How To Use A Pro Sport Approach For Older Patients

Throughout the mentorship I always get asked just why we use a professional sport approach and how it translates to any private practice patient.

Today I’ll share with you just how simple it is to implement a professional sport approach in your private practice and why elderly patients and non-sporting patients need this more than ever.

Setting Expectations

The first thing we do in module one of the mentorship is setting expectations with the patient and having clarity on what the problem is. In professional sport this is key. You need to tell the athlete what the real problem is, what they have to do to get rid of it and when they will be able to play again. Of course, every private practice patient needs the same thing.

It’s All About Movement

Whether your patient is a professional athlete, a 90 year old, 60 year old or 20 year old every person needs to be able to sit, stand, climb the stairs, sleep, squat, lunge, push and pull. All patients want and need these very basic things. They want a life without pain. The only real difference is that an athlete may just need to do these things to a higher level. 

In the mentorship we teach therapists to sell people what they want and give them what they need. No matter if it is a professional athlete or an elderly patient, you need to know where people want to get to and guide them on their journey there. 

Addressing The Problem And The Cause

Throughout my work I teach the core principles I learnt from my time in professional sport. I teach therapists to address the problem and the root cause.

Just like a professional athlete our private practice patients will need to make sure the problem isn’t going to come back so they can get on with their lives. In finding the root cause of the problem you’re going to be making sure that the symptoms do not return. For this we also need to build resilience.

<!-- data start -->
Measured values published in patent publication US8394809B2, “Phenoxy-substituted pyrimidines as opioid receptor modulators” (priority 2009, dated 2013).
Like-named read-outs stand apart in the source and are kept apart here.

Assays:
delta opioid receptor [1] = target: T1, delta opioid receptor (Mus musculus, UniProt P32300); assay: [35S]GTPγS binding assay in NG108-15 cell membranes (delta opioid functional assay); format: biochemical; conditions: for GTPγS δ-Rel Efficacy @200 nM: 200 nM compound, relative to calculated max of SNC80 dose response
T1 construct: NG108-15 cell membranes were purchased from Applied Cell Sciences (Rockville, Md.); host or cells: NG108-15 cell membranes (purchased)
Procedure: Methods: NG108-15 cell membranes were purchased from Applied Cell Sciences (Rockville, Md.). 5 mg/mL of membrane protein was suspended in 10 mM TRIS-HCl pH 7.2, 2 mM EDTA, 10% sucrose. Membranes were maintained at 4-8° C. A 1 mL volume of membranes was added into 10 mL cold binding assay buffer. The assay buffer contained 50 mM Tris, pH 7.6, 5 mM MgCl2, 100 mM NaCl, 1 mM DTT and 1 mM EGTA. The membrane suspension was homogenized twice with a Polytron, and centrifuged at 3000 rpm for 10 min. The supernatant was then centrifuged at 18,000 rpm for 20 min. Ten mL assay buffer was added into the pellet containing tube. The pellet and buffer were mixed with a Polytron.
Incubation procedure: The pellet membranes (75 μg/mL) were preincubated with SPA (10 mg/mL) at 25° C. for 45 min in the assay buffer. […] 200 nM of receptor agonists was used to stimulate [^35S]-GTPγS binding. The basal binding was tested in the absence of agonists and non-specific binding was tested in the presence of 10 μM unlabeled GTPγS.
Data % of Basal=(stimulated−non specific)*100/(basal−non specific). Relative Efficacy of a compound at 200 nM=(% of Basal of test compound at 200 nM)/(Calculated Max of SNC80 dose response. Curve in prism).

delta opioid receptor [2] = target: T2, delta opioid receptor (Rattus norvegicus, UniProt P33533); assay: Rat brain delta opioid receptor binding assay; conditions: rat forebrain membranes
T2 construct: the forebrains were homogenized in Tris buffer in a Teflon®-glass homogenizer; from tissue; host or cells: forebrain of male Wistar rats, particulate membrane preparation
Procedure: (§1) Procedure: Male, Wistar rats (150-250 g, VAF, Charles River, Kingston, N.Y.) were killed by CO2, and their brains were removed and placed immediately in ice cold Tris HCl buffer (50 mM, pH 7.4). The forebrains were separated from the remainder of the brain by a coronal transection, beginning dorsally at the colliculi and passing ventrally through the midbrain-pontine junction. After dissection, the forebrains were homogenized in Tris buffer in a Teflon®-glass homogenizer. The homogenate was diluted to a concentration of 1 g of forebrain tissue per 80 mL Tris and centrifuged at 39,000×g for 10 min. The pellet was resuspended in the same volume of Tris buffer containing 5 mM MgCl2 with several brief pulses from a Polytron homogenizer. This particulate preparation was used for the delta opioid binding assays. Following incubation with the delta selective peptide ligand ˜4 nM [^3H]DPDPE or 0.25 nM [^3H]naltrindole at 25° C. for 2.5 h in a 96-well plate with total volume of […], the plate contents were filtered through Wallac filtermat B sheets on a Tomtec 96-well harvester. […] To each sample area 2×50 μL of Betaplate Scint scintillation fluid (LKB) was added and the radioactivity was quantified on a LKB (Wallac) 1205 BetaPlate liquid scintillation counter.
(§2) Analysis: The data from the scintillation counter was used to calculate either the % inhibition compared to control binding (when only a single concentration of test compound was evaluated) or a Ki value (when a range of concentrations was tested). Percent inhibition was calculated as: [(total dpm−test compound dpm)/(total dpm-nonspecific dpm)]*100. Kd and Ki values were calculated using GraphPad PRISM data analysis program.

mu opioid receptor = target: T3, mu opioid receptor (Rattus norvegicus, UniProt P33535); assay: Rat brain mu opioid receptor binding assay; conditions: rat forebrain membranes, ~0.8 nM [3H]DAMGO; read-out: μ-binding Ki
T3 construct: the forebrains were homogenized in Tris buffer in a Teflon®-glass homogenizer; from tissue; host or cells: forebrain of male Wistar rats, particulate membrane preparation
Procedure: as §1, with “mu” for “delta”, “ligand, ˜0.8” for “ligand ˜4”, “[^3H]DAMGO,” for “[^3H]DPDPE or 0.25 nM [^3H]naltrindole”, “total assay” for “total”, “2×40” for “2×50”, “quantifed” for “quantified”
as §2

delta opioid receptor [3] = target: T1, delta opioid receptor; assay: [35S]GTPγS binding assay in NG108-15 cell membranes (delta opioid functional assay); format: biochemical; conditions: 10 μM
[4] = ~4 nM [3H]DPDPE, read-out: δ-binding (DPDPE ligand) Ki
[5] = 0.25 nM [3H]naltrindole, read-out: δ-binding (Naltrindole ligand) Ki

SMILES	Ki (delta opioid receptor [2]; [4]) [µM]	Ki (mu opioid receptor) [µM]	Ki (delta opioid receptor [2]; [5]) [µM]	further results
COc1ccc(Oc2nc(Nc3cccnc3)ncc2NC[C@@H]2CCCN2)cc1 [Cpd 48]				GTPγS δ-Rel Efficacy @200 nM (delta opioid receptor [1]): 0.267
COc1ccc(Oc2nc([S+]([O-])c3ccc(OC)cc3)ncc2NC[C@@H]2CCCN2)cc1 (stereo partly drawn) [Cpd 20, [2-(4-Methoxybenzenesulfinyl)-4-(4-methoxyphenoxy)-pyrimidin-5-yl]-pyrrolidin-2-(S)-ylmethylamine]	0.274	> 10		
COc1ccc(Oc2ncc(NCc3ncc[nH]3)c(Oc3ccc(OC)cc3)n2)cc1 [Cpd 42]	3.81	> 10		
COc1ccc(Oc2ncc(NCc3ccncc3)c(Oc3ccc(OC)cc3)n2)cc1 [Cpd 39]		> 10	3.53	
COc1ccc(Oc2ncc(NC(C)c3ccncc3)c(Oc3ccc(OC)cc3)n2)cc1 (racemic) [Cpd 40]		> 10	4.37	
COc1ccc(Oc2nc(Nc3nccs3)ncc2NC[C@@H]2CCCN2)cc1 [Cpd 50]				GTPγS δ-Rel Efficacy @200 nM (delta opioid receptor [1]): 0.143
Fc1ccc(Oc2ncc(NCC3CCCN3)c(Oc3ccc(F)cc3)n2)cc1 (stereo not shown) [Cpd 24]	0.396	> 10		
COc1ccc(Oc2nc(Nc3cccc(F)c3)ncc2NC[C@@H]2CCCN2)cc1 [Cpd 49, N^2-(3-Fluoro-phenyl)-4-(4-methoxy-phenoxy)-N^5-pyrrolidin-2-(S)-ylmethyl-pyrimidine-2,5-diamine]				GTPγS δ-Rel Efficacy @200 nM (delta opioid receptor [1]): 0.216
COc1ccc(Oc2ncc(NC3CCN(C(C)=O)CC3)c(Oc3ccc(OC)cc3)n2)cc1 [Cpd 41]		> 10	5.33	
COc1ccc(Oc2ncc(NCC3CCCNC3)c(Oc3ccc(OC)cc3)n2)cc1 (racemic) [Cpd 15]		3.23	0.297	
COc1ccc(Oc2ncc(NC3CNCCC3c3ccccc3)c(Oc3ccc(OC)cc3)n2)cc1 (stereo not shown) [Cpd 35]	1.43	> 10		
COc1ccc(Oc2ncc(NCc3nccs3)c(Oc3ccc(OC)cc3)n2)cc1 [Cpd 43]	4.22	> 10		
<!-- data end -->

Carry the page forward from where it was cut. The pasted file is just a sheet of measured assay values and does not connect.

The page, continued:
Professional athletes are used to this but private practice patients need a little more help understanding that once the pain is gone there is still more work to do on building their resilience so the pain doesn’t return. This is why your communication skills are so vital. You need to communicate the problem and the solution effectively.

Draw Progressions

Just as I do for professional athletes I draw out the progressions in front of my patient. I show them where they are now and where they need to be. I break it down in a structured way, keeping it simple and showing every single step of their journey. Your patient and athlete need to know how long it will take and what they need to do to get back.

6 Hours Vs 6 Reps

In the mentorship we teach the 6 hours vs 6 reps rule. As in professional sport, you want your private practice patience to get in those 6 hours of practice movement rather than endless reps of an exercise. Every time a patient goes up the stairs or performs a physical task it is an opportunity to practice just as every time an athlete is in training they are practicing these movements.

Final Thoughts

When you have this approach implemented in private practice, your patient will have clarity, you’ll identify what the patient needs to do, you’ll find the problem, the root cause, set realistic expectations and when the pain does go you’ll build resilience.

You have to remember you are dealing with a human being and this approach is designed for whoever you may have to help. We have had well over 5000 patients that have come through our clinic door with which we have used this approach.

The sooner you stop thinking about exercises, start focusing on the person, it won’t matter if it’s a pro athlete or a person. You’ll be focused on their story and getting them back to what they need to be doing.

If you want more information on how this process could work for you, click here to book a strategy call today.

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